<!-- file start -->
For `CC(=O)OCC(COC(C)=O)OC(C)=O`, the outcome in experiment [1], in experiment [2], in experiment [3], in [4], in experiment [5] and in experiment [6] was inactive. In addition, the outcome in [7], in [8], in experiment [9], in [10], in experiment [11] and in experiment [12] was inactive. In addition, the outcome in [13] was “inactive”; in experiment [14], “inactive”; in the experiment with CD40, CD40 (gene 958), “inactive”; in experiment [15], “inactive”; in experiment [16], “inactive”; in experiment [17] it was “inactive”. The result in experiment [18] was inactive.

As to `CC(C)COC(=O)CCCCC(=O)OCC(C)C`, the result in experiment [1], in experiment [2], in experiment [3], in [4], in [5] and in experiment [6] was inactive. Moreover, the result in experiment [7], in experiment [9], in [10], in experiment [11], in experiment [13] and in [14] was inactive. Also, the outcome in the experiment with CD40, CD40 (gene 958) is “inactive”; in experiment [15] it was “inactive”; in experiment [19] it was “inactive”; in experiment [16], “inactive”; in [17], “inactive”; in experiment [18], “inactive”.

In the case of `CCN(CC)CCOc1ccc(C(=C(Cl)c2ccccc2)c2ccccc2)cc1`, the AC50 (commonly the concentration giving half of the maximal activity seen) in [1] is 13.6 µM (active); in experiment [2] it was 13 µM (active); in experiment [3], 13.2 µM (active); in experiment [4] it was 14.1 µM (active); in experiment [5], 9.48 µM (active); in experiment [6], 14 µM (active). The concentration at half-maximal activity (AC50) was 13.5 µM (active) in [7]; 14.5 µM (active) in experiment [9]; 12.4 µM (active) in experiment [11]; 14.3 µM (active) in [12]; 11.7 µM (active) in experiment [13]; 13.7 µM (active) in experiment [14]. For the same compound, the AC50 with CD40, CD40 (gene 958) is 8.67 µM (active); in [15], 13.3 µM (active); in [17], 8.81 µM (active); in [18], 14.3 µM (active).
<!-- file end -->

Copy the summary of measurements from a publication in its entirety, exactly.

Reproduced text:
For `CC(=O)OCC(COC(C)=O)OC(C)=O`, the outcome in experiment [1], in experiment [2], in experiment [3], in [4], in experiment [5] and in experiment [6] was inactive. In addition, the outcome in [7], in [8], in experiment [9], in [10], in experiment [11] and in experiment [12] was inactive. In addition, the outcome in [13] was “inactive”; in experiment [14], “inactive”; in the experiment with CD40, CD40 (gene 958), “inactive”; in experiment [15], “inactive”; in experiment [16], “inactive”; in experiment [17] it was “inactive”. The result in experiment [18] was inactive.

As to `CC(C)COC(=O)CCCCC(=O)OCC(C)C`, the result in experiment [1], in experiment [2], in experiment [3], in [4], in [5] and in experiment [6] was inactive. Moreover, the result in experiment [7], in experiment [9], in [10], in experiment [11], in experiment [13] and in [14] was inactive. Also, the outcome in the experiment with CD40, CD40 (gene 958) is “inactive”; in experiment [15] it was “inactive”; in experiment [19] it was “inactive”; in experiment [16], “inactive”; in [17], “inactive”; in experiment [18], “inactive”.

In the case of `CCN(CC)CCOc1ccc(C(=C(Cl)c2ccccc2)c2ccccc2)cc1`, the AC50 (commonly the concentration giving half of the maximal activity seen) in [1] is 13.6 µM (active); in experiment [2] it was 13 µM (active); in experiment [3], 13.2 µM (active); in experiment [4] it was 14.1 µM (active); in experiment [5], 9.48 µM (active); in experiment [6], 14 µM (active). The concentration at half-maximal activity (AC50) was 13.5 µM (active) in [7]; 14.5 µM (active) in experiment [9]; 12.4 µM (active) in experiment [11]; 14.3 µM (active) in [12]; 11.7 µM (active) in experiment [13]; 13.7 µM (active) in experiment [14]. For the same compound, the AC50 with CD40, CD40 (gene 958) is 8.67 µM (active); in [15], 13.3 µM (active); in [17], 8.81 µM (active); in [18], 14.3 µM (active).